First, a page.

Monday, July 10, 2006

Know Thy Neighbor -- All of Them

So for anyone on the East Coast or who has a functioning web browser -- yes, that includes you -- the news about a building collapse on 62nd and Madison this morning in NYC is common knowledge. If by some chance you missed the news (in print, on TV and online), then you're either in a coma or extremely uninformed -- and that is saying a lot, even for readers of this particular space.

In either case, I was on my way out the door when it happened, which is strange, because the same thing happened on 9/11; I had finished getting myself ready for a doctor's appointment that day and was out the door by the time the news had actually broke. The first news of 9/11 I heard was that a plane had hit one of the towers, and then, thereafter, everything slowly came together -- and, thereafter, very quickly apart.

Today, I was -- yet again -- prepping for a doctor's appointment and had disconnected myself from the otherwise constant media stream of TV, radio and internet news. So by the time I had finished about 40 minutes later with the appointment, I checked in with the office and got the news from my father, who was surprised I hadn't heard the news. Then I quickly headed over to my sister's place and we both figured out how best for her to get to the office and for me to get downtown without being too heavily affected by the catastrophic scene on 62nd. As of this writing, it appears the doctor who had an office in -- and who owned -- the building was suicidal, and the supposed "gas leak" which was the apparent cause of the explosion wasn't an accidental one. I certainly can't envision the notion of suicide, especially by blowing up a building in a high-class part of Manhattan which I own, but I am guessing that Dr. Bartha, the owner of the building and whose suicide was the apparent motive for the destruction of the building, was in pretty bad emotional shape prior to the blast. Now that it's happened, he's likely in pretty bad physical shape, too.

In any case, the 9/11 comparison didn't hit me until just now, but the truth is it's not as momentous or significant as one might think if one lived in, say, Shitkicker, Nebraska. Things happen quickly in this city, and while many of same aren't good or memorable incidents -- memorable in a good way, at least -- it's not a shock to hear a building collapsed or a taxi ploughed into a crowd of 30 people waiting on line for a bus or that someone pushed someone else in front of a speeding subway train. These things happen in big cities, for better or worse, and whether it's a question of "bad wiring," bad medicine, bad genes or bad attitudes, people do some extraordinarily shitty things to one another; unfortunately, a city on the scale of New York manages to magnify and intensify these types of actions rather than mask them. You'd think in a city this large that one building exploding before 9AM wouldn't be big news; but it is. And while that might seem, on first glance, a somewhat naive observation on my part, what I'm actually observing is that I'm surprised things like this don't happen more often. To wit: every time some shitbird tries to kill someone on a train -- whether with a knife, a gun, or, most recently, a power-saw (I shit you not) -- it's all fine n' dandy to get the requisite after-the-fact psychiatric examination, but it amazes me that this stuff doesn't occur -- and, as a result, hit the news media, more often.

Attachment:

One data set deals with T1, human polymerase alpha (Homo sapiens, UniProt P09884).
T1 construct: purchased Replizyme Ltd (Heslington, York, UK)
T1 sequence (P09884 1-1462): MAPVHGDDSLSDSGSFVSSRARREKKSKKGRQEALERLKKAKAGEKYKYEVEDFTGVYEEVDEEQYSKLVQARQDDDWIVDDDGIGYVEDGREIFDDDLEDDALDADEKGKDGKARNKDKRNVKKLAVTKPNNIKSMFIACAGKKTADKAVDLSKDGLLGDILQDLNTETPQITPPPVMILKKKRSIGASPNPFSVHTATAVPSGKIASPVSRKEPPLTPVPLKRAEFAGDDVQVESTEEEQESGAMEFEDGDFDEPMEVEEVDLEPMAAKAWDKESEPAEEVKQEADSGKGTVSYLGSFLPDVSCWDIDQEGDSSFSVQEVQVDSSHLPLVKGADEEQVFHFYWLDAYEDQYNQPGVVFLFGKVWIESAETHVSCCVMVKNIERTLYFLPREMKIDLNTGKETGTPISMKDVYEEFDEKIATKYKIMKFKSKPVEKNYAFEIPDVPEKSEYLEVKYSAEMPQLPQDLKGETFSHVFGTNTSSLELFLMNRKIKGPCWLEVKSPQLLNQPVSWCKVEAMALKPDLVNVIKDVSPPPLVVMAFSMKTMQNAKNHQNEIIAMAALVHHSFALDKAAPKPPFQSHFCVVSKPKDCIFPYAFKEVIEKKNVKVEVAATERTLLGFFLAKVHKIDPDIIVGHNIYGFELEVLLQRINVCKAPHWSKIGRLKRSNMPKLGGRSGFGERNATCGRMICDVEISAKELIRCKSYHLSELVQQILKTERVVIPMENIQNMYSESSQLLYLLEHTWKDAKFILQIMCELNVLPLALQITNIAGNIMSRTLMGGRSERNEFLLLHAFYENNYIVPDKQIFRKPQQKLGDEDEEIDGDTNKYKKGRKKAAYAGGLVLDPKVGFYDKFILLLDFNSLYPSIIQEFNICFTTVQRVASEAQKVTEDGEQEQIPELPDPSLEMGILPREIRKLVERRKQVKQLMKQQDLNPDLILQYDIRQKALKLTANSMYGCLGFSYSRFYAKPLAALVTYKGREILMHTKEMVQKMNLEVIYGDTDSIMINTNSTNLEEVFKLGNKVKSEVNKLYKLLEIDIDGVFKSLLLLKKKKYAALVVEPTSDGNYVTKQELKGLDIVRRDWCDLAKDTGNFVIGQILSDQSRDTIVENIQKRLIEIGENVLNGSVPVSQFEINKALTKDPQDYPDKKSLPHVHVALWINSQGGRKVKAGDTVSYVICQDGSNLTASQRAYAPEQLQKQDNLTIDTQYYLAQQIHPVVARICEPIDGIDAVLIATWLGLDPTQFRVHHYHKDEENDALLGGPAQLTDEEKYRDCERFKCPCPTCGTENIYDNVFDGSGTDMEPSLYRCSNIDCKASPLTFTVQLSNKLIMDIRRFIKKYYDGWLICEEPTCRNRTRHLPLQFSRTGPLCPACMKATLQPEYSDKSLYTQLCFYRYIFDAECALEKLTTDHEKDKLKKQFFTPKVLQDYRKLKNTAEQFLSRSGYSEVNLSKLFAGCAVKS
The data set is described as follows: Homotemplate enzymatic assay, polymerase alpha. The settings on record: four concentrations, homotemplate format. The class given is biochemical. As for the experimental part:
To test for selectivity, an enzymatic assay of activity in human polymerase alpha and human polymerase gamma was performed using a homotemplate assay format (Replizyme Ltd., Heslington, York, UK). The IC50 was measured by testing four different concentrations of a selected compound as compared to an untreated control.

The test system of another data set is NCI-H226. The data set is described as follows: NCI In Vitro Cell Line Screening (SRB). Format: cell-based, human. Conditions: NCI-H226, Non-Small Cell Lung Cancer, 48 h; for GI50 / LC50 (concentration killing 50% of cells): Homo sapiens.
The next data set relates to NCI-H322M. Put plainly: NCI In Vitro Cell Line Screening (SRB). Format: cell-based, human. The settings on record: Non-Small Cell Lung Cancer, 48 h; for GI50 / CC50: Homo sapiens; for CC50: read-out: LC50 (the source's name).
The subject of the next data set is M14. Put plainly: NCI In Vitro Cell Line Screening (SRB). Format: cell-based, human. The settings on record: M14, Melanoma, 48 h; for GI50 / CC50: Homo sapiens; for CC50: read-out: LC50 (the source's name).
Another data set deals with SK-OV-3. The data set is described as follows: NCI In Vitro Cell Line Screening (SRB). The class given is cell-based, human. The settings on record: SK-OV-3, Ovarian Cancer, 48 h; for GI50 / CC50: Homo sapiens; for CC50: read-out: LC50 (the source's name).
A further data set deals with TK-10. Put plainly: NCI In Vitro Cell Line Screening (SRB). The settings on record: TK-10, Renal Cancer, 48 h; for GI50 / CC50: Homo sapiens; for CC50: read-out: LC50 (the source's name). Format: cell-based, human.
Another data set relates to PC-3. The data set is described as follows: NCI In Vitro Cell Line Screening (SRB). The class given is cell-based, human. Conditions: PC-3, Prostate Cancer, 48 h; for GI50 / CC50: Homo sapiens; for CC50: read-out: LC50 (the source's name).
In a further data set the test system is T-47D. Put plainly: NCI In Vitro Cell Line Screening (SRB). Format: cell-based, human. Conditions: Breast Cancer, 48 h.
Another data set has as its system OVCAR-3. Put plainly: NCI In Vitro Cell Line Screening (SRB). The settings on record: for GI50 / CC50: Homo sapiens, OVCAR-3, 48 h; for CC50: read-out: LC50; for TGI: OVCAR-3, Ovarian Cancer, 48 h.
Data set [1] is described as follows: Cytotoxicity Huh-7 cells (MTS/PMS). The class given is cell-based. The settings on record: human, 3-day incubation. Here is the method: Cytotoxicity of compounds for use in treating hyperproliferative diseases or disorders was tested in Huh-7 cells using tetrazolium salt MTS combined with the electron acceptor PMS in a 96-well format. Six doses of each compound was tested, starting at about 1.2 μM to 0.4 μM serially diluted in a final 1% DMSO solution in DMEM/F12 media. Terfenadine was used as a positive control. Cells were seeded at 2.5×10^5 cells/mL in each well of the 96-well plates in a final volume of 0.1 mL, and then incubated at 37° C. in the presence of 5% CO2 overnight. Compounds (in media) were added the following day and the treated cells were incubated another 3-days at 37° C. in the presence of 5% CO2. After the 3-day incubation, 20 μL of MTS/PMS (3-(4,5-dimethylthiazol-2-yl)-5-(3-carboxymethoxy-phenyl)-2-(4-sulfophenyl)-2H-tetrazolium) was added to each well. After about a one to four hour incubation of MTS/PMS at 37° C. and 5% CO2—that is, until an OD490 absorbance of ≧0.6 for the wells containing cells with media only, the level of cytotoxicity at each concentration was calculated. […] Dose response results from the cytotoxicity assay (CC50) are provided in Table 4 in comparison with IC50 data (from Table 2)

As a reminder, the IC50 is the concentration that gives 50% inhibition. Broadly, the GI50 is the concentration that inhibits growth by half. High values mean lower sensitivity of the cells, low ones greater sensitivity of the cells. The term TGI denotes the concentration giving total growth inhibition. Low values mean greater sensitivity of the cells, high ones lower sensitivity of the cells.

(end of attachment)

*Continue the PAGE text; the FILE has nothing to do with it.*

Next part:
Maybe I'm cynical; maybe I'm jaded. Maybe I've lived here long enough to understand that a guy flashing people his quarter-inch killer wearing only a dirty London Fog trenchcoat, a bad goatee and Hello Kitty rainboots isn't worth a priority spot in my short-term memory. Perhaps it's that I know this city, though possessing more energy than any other place on Earth, inspires some people to go bananas after awhile, whether due to circumstances, futility or even the weather. Or it might just be possible that I've done, seen and/or heard it all and very little surprises me anymore.

In either case, I'll do another quick recap of the second week of Kaia's visit next time; there's lots to address, but I wanted to hit the current events first before I delved into the past and the future with my other half. That, and I've got this weird dream rolling around in my head of a trenchcoat, Hello Kitty boots and bad facial hair.



Kaia said...

OOOH - hello kitty boots - you mean like rain boots? I'd love those - so cute!

LisaBinDaCity said...

It was a very weird story. The last report I heard was that the suicidal doctor wanted to make sure his estranged wife got nada in their divorce, (apparently he owned the building.) Now's he has some very bad burns and no building, not to mention a whole lot of people displaced, (and mucho blood on his hands.)

Couldn't he have just have gotten a shark lawyer like everyone else?

Oh and I could see the helicopters and smell the smoke at my place.

Boogie said...

A day later, Dr. Bartha's lawyers mentioned that he sent his wife an e-mail warning her that "I told you I wouldn't leave the house unless I was dead" -- well, in a bizarre twist, apparently -- the house left him.

I agree, Lisa -- instead of adversely affecting so many lives, he should have just bitten the bullet and hired a couple bad-ass lawyers. But the truth is, anyone contemplating suicide -- especially by blowing up an entire building, without forethought to anything or anyone but himself -- obviously needs a lot more than just a lawyer or two. Perhaps a therapist or five? :)

Or perhaps, Kaia, a pair of Hello Kitty rain boots... :-D